Economy, Business And Markets

Banks Get Poor Marks From Majlis

Banks Get Poor Marks From Majlis
Banks Get Poor Marks From Majlis

The Parliament (Majlis) Research Center conducted a survey this week to reveal why the country’s banking system is unable to recover its overdue loans even when there is collateral provided by the debtors.

The center says the delays in payments during the past few years have shrunk bank resources and made the financial institutions unable to provide credit for customers and manufacturers.

The study says in the absence of a national credit reference check on the debtors guarantees, creditors find it difficult to precisely evaluate the value of each guarantee.

This means the lenders have given loans without correctly assessing credit risk -- risk that a borrower will default by failing to make necessary payments.

Another reason given by the study is that banks have no cross communication network to have customers’ data checked, so they cannot know for sure if their clients have a good credit rating or not.

In some cases, the debtors even threaten to declare bankruptcy if the loaning bank puts pressure on the individual client. A bankruptcy filing would mean that the bank would only retrieve a portion of the sum owed to it. Thus, the lender would have to report a loss, something which bank managers are avoiding.

Based on the recent report by the research center, by-laws placed restrictions on banks, such as the law enacted in 2000, which prohibited banks to ask for property or estate as the guarantee for the loans. The lack of proper guarantees makes it tougher for banks to put pressure on the debtors.

The report further says some of the credits are paid to certain individuals through pressure and political influence. This is another aspect of the critical situation the banks are facing. The corruption within government and commercial banking system has also exacerbated the problem. The credit the banks provide under outside influence, are not properly evaluated and in most cases lead to a default. Furthermore, it is nearly impossible to call on a loan, when the debtor is well connected.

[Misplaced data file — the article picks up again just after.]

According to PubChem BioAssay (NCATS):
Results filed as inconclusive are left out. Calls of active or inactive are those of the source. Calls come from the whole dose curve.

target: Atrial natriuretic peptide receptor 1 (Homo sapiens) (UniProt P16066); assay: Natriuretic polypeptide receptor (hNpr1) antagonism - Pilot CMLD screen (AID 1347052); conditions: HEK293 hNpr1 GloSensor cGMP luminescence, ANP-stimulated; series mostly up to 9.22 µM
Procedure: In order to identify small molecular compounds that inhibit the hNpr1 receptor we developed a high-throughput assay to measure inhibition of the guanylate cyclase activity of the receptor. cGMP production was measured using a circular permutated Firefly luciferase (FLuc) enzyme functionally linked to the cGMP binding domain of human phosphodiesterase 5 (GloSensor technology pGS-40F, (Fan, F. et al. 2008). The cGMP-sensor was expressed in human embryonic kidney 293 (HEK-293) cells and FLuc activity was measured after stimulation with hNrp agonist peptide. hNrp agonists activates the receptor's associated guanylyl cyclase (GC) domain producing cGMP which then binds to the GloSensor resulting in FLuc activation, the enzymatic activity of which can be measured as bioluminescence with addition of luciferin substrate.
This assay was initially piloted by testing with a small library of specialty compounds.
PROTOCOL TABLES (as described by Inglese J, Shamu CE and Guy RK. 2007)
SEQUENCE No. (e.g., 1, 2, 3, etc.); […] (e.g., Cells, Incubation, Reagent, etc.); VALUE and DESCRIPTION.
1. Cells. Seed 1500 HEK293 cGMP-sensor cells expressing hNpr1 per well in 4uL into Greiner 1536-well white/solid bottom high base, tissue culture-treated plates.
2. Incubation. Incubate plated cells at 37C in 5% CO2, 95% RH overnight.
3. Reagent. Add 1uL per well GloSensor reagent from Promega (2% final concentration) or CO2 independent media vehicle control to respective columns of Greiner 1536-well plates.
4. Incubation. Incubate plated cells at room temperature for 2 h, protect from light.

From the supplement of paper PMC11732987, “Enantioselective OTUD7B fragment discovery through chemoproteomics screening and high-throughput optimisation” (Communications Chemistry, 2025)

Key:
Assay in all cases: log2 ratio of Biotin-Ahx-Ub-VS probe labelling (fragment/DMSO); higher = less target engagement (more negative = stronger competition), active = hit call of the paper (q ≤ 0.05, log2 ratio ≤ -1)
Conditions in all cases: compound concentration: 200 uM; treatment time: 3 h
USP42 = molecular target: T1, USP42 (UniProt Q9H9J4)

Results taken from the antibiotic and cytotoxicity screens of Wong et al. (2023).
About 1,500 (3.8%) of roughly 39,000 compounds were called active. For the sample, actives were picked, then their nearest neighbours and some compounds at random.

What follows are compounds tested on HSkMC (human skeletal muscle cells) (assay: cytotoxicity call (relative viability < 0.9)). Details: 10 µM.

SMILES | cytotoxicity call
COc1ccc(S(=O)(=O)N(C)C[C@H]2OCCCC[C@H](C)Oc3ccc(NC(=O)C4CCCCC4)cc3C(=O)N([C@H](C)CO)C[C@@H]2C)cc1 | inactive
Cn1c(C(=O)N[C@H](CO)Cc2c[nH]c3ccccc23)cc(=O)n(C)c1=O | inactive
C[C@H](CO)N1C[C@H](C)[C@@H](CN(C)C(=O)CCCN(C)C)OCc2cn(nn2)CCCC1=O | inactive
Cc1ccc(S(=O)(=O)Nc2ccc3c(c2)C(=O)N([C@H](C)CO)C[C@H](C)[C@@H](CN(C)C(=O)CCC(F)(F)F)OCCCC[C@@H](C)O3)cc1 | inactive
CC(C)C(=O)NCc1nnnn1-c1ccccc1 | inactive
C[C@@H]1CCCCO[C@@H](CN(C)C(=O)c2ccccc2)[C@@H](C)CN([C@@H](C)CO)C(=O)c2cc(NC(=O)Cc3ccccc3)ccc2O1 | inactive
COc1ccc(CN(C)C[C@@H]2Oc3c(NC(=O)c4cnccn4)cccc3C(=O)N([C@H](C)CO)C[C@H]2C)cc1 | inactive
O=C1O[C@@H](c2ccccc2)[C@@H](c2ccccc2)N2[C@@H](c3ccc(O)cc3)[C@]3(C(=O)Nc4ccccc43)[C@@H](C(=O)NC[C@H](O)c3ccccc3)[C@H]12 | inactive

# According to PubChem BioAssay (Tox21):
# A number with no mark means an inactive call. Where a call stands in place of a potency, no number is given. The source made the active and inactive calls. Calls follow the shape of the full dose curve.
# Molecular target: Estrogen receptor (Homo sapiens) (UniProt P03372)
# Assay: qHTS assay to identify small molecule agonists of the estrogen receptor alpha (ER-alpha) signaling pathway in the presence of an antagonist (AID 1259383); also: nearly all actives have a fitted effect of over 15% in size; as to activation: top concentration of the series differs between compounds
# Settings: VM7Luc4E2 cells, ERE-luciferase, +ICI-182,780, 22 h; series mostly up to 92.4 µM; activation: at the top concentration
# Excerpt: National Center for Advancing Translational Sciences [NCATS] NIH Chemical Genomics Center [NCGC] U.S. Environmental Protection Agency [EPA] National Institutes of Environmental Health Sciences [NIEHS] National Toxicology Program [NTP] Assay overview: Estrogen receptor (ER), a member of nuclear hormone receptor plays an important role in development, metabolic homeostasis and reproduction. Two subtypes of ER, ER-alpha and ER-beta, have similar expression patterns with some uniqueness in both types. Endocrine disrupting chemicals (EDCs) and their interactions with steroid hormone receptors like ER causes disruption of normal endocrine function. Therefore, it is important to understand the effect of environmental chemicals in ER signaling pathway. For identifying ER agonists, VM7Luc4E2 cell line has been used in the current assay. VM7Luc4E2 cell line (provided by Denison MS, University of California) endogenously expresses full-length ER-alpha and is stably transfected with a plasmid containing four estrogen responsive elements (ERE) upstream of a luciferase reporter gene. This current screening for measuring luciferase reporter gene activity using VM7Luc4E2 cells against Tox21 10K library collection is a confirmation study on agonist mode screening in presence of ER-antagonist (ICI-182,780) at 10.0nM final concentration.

The data on debtors and their qualifications are mainly provided by the debtors themselves and there is usually no supervision on the accuracy of the data, the study suggests. A lack of verifiable credentials gives rise to two problems. Firstly, people with less than satisfactory status will fool the banks into financing their risky projects. Secondly, there will be unsavory types who will get loans they never intend to pay them back -- like the many recent embezzlement cases, the largest of which involved embezzling $2.6 billion out of Iran’s banking system.

The report points out another factor in the banks’ failure to recover their overdue debts. A lack of necessary inquiries from institutions such as the registrations offices, municipalities, or the tax department, augments the weak position of the banks in both verifying the credit worthiness of their clients and putting pressure on them when collecting their debt.

The lack of a firm process to evaluate the credit of the guarantors has also hampered the banks to take action against the guarantors. When the banks do not have the capability to assess the client’s credit risk, evaluating the guarantors of the client is inescapably improbable.

The research goes on to say that long judicial processes make it even harder for the lenders to put legal pressure on the debtors and recover their Non Performing Loans (NPL), as it takes the bank at least one month to register and circulate a petition and at least six months to see the verdict at the very least.

Vice President Es’haq Jahangiri said in April that the overdue debts had reached an unprecedented amount of 800 trillion rials ($30 billion), calling it “a major obstacle to proper banking practices.” Top presidential advisor, Akbar Torkan, put the sum at $60 billion, citing that the banks are hiding half their NPLs, by refurbishing the NPLs as new loans which further increases their amount.

Even the most lenient estimate on the NPLs makes the commercial banks, most of which being state owned, insolvent.